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Iran already has signaled that it plans to do more business with Russia now that the crippling Western sanctions have been lifted from its economy. Iran has also made it clear that it will reach even farther east by moving to a strategic partnership with China, including increasing bilateral trade with Beijing to $600 billion over the next 10 years.
Certainly Iran will resume its business ties with some Western concerns, but Iran’s supreme leader, Ayatollah Ali Khamenei, told visiting Chinese President Xi Jinping in Tehran on Saturday that Iranians don’t trust the West and would prefer to pursue closer relations with “independent and trustworthy countries” such as China.
“Westerners have never been able to win the Iranian nation’s trust,” Khamenei told Xi, even though the six world powers that negotiated an agreement to lift the sanctions imposed on Iran included the leading Western powers Britain, France, Germany and the United States, as well as Russia and China.
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Khamenei has said he feels no sense of gratitude to these countries. “If the bully of the neighborhood breaks into your house to take your properties away by force, and you try hard to finally kick him out of your house, is this a favor by him or an outcome of your power?” he’s quoted as saying on his website.
In a meeting Saturday between Xi and Iranian President Hassan Rouhani, the two sides signed 17 agreements and letters of intent on Saturday that included cooperation on nuclear power and a revival of the ancient trade route known in the West as the Silk Road and known in China as One Belt, One Road.
Overall, bilateral economic relations will amount to $600 billion in the next decade. They included plans for long-term contracts involving energy and mining, according to Rouhani. Iran hopes to attract $50 billion a year in foreign investment now that the sanctions have been lifted.
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Already China is Iran’s biggest trade partner, buying its oil while Western countries were forbidden to do so during the sanctions regime. Trade between Tehran and Beijing amounted to about $52 billion in 2014, before oil prices began to plunge in late June of that year.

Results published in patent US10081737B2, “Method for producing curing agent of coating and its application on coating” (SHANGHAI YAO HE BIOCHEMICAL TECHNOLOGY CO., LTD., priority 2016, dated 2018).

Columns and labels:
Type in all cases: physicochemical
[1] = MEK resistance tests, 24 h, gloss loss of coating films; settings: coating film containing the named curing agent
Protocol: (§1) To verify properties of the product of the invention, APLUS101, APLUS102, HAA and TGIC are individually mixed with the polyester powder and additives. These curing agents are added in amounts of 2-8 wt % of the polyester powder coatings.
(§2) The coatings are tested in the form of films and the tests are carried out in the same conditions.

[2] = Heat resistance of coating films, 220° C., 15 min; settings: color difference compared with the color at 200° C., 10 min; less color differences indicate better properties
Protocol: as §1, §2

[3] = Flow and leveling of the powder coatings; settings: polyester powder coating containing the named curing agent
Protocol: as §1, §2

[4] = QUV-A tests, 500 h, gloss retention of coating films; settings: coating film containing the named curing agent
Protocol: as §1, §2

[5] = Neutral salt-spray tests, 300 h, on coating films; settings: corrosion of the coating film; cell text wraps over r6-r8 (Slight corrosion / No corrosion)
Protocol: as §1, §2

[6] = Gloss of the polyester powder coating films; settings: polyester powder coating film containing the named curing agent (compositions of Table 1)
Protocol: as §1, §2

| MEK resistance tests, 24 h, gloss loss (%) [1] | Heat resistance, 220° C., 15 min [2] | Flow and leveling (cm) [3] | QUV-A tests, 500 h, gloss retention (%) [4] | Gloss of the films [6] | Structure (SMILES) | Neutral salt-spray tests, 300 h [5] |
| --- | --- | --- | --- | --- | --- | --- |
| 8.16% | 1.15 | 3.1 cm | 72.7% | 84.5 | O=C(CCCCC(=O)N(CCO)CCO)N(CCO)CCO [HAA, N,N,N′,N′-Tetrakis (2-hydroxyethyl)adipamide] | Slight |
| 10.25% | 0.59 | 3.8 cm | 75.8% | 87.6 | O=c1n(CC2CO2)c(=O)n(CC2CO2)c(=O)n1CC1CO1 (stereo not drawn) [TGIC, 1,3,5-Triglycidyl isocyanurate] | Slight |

Few other details were made public, but Xi gave broad outlines of the pacts, saying, “China stands ready to work with Iran to lift our mutually beneficial cooperation in such fields as politics, economy and trade, energy, infrastructure, security, and cultural and people-to-people exchanges to a new stage.”
Xi noted that in the 2,000-year history of the Silk Road linking their two countries, there had been no wars or even lesser disputes, but only friendly relations and cooperation. “The China-Iran friendship is originated from friendly exchanges in history,” Xi told Rouhani.
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Iran has shown it also is willing to cooperate more normally with the West now that the sanctions have been lifted, but it has become even more cordial with the West’s competitors, including Russia as well as China. For example, Russian President Vladimir Putin was a special guest at a Tehran energy summit in November.
Moscow has also been considering extending two loans to the Iranian government worth a total of $7 billion, and Russia reportedly will equip Iran with modern air-defense systems. Furthermore, Iran Shipbuilding & Offshore Industries Complex Co. has reached a tentative deal with the Russian shipyard Krasnye Barrikady to cooperate in the construction of oil rigs and share technology.
As Tehran moves closer to Moscow and Beijing both economically and politically, it appears it is merely becoming less hostile to the West, including the United States, despite the political risks taken by President Obama both at home and abroad to reach the agreement under which Iran would severely limit its nuclear program in exchange for a lifting of sanctions.
By Andy Tully of Oilprice.com
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Andy Tully is a veteran news reporter who is now the news editor for Oilprice.com